Seconds – That’s All it Takes

Seconds – That’s All it Takes




Seconds make all the difference in the world.

In the San Diego, where I lived for a few years, you never smell autumn in the air. You can’t see it as trees change because Palm trees don’t really change unless the ocean breeze intensifies. The only harbinger of fall is that the beach is less crowded and football is back.

Ain’t it great?

Years ago, in our San Jose home that was jammed with kids, football season used to average congregating before the tube to root for our favorite Forty Niners while ridiculing the opponent.

However, sometimes, that meant for a few, in good fun, inter-family squabbles especially when the Dallas Cowboys came to town.

But the biggest row came on my birthday in 1982. It was two seconds that changed everything. It was “The Catch.”

It was the NFC Championships between the Cowboys and the resurging but upstart Forty Niners. It was the last two minutes of the game and the Niners were behind by a touchdown. Quarterback Joe Montana was in his component. The excursion itself was memorably tense what with dropped passes and other missed opportunities. But it was the fingertip catch by Dwight Clark in the end zone with seconds to go that made the difference. With that win, the Niners went on to own the NFL for the next decade.

What does this have to do with leadership? Everything. And not just from the sports angle.

Leadership is a choice one makes in each and every second. It takes plenty of practice and sustain. Leadership is not a uniform you use or a title positioned on an organizational chart. It is a way of life that is always inclusive of others.

Montana and Clark could not have achieved the feat alone. To make “The Catch,” they needed “The break,”The Block,”The Throw,” in other words they needed “The Team.”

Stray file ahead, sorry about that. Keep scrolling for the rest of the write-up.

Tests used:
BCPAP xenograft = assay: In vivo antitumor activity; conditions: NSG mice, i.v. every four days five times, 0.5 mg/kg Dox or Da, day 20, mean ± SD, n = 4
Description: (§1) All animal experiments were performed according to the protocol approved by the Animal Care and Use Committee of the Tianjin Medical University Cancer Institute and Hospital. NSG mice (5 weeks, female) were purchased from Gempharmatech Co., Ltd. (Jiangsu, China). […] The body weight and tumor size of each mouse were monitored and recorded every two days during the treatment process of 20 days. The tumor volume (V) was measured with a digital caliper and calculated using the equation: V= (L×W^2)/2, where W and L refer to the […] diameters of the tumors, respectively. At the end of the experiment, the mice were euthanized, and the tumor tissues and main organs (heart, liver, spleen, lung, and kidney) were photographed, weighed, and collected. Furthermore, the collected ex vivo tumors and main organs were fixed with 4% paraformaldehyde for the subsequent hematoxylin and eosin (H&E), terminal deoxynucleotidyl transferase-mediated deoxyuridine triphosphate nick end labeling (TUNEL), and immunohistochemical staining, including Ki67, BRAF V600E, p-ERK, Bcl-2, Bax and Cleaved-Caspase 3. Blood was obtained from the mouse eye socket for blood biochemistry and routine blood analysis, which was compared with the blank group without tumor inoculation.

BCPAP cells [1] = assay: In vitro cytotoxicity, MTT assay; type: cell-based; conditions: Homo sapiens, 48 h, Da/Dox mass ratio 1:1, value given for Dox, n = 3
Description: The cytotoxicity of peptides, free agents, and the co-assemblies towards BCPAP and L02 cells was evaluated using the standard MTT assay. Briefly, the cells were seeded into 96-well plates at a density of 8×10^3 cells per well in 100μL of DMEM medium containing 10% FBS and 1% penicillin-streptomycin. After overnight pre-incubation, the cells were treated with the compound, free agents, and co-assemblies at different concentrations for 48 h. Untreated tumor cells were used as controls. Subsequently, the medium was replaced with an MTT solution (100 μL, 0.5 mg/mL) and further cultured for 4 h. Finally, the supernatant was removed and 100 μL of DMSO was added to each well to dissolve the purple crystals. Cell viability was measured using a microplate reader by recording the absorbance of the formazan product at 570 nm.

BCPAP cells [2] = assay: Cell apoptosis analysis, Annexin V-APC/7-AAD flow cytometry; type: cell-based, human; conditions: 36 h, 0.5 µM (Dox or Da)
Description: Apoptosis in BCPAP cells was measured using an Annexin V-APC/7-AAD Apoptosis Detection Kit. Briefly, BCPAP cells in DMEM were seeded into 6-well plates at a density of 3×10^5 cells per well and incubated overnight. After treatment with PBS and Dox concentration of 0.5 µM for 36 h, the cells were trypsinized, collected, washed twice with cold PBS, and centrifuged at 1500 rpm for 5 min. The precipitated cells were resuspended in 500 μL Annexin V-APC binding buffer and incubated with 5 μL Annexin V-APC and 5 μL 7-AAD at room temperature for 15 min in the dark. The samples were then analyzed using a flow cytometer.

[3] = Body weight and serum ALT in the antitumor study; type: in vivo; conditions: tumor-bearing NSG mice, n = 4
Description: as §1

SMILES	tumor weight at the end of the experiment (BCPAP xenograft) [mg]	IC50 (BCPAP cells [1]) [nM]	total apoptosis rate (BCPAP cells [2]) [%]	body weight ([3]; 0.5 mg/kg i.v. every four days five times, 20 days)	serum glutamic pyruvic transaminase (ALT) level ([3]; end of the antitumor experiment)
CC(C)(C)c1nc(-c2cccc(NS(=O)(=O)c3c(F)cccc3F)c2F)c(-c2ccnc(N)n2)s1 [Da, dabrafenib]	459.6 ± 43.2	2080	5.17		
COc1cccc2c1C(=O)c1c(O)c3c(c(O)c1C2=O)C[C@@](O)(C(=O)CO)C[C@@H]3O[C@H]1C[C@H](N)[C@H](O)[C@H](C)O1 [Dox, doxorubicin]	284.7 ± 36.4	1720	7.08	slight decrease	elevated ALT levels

Perhaps, you complain, one can’t fairly compare the football world to our normal work-a-day life. In their world, they practice and prepare all week for one day of “work.” Your point is well taken, although there are probably more than a few athletes who would argue with you.

We have practice time in every second of our busy schedule. Each day, in every interaction, we can make the choice to coach someone, collaborate with others, express confidence and proportion credit. We can choose to learn and grow together while offering our commitment to someone that fuels his or her fire. Each day you can make a conscious choice to include with “The Team” and mirror on the results your choices create.

Although receiver Freddie Solomon was covered like a blanket by Dallas, Montana could have chosen to toss the ball to him like the play called for and then berate Freddie later for missing it and losing the game. No, they were leaders. They had a plan and a back up plan and maybe a plan after that.

What is your plan? And what about the back up plan? Take a few seconds right now and think about what is important to you. Ask yourself my The Four Commitment Questions: What can I do… More of? Less of? Start? Stop? Woven into your day-to-day life, these four questions make all of the difference in the world.

If you want to deepen the collaboration at your office, encourage your team to make the choice to ask these questions with everyone they interact with. With the right intention, the answers will come. The playing field will be already. Everyone will be acting on the plan.

It only takes a few seconds.

(By the way, Dwight, if you read this please accept my thanks for the birthday gift so long ago. It nevertheless keeps giving. If we ever meet, the first round is on me.)




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